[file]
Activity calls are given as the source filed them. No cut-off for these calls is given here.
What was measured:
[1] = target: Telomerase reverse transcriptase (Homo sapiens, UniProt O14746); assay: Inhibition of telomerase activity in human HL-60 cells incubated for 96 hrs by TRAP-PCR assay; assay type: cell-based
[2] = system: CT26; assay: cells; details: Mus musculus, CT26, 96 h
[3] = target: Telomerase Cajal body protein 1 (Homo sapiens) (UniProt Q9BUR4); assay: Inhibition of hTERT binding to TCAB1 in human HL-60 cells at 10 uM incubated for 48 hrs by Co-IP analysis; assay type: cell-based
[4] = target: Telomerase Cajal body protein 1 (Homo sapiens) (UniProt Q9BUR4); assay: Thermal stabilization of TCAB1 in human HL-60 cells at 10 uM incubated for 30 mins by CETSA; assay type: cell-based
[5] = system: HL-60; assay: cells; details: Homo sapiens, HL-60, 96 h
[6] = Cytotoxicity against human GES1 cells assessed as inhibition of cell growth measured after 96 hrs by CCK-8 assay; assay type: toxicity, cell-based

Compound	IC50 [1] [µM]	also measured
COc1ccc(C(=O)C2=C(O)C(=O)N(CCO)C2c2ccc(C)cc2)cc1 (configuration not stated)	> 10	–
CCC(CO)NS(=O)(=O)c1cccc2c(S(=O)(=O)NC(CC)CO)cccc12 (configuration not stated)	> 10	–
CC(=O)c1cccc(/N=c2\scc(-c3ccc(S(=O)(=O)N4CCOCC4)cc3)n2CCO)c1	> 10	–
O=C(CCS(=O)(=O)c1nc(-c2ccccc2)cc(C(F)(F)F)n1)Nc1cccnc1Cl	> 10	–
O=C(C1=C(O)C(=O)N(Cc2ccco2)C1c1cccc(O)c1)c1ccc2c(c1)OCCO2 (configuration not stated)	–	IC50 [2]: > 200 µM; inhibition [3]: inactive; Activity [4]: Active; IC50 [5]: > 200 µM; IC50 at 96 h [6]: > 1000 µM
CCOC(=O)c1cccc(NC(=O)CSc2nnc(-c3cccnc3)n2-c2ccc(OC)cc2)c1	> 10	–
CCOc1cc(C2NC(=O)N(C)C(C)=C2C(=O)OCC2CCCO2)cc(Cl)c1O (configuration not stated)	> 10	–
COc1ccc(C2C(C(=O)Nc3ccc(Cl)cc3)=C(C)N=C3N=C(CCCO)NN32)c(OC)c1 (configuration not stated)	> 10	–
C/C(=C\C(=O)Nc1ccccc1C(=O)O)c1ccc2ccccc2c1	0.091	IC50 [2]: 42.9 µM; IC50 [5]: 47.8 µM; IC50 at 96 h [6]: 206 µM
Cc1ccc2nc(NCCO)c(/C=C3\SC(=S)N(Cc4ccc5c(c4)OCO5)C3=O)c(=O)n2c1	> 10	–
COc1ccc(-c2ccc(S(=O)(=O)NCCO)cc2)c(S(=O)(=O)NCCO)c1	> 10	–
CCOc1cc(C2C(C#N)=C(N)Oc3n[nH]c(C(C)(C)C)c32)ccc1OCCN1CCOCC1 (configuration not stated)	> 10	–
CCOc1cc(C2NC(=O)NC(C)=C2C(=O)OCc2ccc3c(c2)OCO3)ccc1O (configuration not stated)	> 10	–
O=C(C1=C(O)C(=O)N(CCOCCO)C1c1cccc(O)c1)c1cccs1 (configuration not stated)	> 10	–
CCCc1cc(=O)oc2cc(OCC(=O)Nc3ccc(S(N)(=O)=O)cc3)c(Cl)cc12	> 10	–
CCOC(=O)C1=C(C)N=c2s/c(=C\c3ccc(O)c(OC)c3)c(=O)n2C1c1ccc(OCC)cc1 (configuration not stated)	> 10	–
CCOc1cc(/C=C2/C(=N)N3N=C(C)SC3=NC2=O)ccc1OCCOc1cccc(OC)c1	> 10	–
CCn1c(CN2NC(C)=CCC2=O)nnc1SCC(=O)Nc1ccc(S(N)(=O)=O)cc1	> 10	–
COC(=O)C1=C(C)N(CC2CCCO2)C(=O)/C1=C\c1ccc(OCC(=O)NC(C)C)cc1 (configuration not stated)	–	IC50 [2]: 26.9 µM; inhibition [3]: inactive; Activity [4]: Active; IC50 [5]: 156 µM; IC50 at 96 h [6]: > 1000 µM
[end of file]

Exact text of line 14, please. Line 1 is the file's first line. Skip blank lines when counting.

O=C(C1=C(O)C(=O)N(Cc2ccco2)C1c1cccc(O)c1)c1ccc2c(c1)OCCO2 (configuration not stated)	–	IC50 [2]: > 200 µM; inhibition [3]: inactive; Activity [4]: Active; IC50 [5]: > 200 µM; IC50 at 96 h [6]: > 1000 µM